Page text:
What are thunk functions ?

Kyle Simpson talked about thunk functions in his "rethinking asynchronous programming" course, his lecture made me learn thunk functions in depth. In this post I explain everything I learned about thunk functions.

Thunk functions basics

Thunk function do not take arguments and evaluate their statement when they are called. Below is an example of thunk functions.

function addTwoValues(value1, value2) {
    return value1 + value2;
}

let thunk = function() {
    return addTwoValues(10, 20)
}

thunk();

Thunk function are used to delay evaluation of expression. Instead of evaluating 10+20 directly we wrapped it in a function to execute it when needed.

Asynchronous thunk functions

Asynchronous thunk are similar to synchronous thunks except that they also accept a callback to run after they finished evaluating their internal expressions.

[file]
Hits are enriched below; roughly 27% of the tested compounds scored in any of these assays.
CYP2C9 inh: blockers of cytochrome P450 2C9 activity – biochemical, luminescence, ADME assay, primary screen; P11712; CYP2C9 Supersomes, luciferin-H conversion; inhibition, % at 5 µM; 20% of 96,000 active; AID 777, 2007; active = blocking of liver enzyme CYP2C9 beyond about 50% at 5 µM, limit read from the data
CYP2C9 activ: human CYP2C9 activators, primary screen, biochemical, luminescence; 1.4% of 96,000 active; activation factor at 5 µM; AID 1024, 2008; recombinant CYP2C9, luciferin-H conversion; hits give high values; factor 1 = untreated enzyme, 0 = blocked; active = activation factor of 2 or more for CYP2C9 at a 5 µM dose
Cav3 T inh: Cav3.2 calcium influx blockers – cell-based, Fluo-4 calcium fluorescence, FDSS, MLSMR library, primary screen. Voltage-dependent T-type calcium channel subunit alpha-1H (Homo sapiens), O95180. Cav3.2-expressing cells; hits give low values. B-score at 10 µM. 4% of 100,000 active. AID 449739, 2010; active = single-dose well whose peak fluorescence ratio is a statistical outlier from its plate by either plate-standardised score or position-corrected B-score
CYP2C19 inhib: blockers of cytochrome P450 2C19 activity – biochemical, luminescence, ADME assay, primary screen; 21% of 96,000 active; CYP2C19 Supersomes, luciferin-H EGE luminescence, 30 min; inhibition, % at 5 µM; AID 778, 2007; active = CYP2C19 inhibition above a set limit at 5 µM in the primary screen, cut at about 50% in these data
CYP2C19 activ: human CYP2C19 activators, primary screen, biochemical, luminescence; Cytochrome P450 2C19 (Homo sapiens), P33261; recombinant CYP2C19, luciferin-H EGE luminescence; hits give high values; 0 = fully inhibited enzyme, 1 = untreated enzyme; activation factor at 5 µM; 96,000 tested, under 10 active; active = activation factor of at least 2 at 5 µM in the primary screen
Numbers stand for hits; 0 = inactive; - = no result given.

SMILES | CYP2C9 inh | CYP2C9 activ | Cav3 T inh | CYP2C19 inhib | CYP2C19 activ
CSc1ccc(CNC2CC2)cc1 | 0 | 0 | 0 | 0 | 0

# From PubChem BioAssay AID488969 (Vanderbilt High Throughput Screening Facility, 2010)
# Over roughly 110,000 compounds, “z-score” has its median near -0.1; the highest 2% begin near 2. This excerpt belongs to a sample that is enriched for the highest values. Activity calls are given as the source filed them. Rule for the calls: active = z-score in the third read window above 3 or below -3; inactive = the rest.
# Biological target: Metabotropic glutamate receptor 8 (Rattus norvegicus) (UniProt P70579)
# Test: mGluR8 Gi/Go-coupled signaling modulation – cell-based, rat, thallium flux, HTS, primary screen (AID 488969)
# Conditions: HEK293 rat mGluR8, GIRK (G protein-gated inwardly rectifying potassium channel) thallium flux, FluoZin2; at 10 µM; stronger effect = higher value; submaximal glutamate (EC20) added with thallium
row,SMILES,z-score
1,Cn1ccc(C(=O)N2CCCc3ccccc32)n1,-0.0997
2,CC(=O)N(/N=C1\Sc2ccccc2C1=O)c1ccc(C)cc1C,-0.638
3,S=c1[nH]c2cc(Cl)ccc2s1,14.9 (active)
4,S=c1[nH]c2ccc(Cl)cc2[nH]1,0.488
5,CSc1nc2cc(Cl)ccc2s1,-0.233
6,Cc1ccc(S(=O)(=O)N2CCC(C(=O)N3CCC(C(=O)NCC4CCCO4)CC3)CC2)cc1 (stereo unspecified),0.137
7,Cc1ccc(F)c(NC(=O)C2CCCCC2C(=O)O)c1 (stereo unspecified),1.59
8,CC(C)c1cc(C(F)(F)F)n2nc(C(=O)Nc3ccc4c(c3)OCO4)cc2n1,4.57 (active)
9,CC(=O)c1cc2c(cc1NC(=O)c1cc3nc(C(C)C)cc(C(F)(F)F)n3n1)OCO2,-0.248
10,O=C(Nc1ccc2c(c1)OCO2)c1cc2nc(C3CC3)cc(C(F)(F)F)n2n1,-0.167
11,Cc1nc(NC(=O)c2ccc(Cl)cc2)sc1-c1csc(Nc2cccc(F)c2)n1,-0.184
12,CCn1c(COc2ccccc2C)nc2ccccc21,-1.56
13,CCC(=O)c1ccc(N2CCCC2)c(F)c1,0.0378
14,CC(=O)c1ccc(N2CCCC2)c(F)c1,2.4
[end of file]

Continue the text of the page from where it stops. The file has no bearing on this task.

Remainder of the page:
function addAsync(x, y, callback) {
  setTimeout(() => {
    callback(x + y)
  }, 1000)
}


var thunk = function (callback) {
  addAsync(10, 15, callback)
}


thunk(function (sub) {
  console.log(sub);
})

In the snippet above we add run our callback asynchronously. We used setTimeout, but it could have been any asynchronous function.

Where does thunk functions come from ?

Thunk functions are pretty old. In early days, as the compilers have been experimenting evaluation strategies, one of the experiments has been Thunks to delay execution of expressions.

Further reading:

Kyle simpson explains Thunk functions in his course Rethinking Asynchronous JavaScript (This post is also highly inspired by his talk). The Wikipedia article on Thunks is also a worthfull resources.